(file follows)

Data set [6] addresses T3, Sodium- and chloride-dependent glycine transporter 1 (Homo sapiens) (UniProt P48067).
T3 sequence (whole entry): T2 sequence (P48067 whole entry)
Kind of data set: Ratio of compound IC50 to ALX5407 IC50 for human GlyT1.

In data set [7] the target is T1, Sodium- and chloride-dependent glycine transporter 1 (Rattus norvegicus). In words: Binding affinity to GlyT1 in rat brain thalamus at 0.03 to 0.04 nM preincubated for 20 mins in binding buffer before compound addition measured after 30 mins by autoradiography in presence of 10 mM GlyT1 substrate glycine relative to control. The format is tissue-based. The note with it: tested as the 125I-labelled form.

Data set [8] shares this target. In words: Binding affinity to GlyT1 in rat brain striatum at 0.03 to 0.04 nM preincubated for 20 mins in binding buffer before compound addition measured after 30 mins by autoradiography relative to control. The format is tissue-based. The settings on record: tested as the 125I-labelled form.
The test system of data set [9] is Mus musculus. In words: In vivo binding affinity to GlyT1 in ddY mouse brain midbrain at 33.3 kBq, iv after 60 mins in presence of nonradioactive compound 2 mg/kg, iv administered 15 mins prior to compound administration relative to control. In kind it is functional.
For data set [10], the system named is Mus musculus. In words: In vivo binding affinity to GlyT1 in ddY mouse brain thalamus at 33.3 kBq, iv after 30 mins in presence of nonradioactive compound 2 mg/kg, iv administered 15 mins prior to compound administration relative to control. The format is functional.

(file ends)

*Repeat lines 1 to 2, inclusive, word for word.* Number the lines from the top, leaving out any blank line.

Data set [6] addresses T3, Sodium- and chloride-dependent glycine transporter 1 (Homo sapiens) (UniProt P48067).
T3 sequence (whole entry): T2 sequence (P48067 whole entry)